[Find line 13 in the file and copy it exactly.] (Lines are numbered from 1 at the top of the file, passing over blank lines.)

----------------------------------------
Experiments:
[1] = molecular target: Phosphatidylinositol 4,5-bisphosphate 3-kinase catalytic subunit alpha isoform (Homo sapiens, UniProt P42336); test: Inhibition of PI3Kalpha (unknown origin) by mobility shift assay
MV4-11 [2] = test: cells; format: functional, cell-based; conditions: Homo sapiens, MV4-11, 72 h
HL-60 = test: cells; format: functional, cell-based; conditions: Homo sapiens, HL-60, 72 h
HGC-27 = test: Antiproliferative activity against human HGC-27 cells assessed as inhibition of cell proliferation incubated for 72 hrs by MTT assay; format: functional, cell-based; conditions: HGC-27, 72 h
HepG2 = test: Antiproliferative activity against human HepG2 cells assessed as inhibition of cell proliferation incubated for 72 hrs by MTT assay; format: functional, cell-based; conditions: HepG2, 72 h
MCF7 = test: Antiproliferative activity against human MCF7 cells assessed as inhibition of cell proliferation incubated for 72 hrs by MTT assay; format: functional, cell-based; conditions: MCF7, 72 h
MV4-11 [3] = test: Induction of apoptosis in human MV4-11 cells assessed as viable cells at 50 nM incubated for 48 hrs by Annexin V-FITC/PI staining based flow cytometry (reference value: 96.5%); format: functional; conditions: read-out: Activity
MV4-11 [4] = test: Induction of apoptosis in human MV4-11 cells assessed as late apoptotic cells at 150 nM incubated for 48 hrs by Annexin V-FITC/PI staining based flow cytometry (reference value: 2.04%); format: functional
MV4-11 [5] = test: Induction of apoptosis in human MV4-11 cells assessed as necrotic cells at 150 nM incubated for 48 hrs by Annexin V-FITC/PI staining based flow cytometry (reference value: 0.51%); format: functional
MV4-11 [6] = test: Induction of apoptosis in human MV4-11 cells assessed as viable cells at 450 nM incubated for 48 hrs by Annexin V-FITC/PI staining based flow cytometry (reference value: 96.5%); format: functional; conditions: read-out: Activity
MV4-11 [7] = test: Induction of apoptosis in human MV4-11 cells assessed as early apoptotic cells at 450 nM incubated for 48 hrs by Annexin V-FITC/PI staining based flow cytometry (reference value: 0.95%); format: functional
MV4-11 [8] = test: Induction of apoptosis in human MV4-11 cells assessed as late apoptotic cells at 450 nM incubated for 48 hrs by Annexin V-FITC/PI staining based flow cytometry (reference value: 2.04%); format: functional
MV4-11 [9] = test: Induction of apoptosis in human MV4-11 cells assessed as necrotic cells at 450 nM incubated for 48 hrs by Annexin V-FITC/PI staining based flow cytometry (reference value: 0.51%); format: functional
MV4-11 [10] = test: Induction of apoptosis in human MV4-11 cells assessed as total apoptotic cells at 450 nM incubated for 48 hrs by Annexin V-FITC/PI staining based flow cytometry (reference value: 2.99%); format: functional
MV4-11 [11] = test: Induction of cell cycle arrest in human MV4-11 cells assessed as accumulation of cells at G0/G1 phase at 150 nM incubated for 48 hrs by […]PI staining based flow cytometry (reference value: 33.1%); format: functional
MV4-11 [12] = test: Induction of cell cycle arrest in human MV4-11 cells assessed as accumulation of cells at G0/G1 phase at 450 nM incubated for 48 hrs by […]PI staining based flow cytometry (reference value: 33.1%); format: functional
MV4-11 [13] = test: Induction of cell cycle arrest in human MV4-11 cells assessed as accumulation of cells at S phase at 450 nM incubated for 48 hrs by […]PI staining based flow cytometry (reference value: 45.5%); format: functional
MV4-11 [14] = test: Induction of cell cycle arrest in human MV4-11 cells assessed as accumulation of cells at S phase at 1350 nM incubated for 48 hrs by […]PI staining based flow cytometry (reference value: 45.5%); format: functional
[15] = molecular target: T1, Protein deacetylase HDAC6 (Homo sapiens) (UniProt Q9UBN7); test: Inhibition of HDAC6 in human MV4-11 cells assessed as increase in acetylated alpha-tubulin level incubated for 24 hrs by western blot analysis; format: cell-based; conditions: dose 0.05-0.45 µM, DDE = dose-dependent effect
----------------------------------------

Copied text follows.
MV4-11 [8] = test: Induction of apoptosis in human MV4-11 cells assessed as late apoptotic cells at 450 nM incubated for 48 hrs by Annexin V-FITC/PI staining based flow cytometry (reference value: 2.04%); format: functional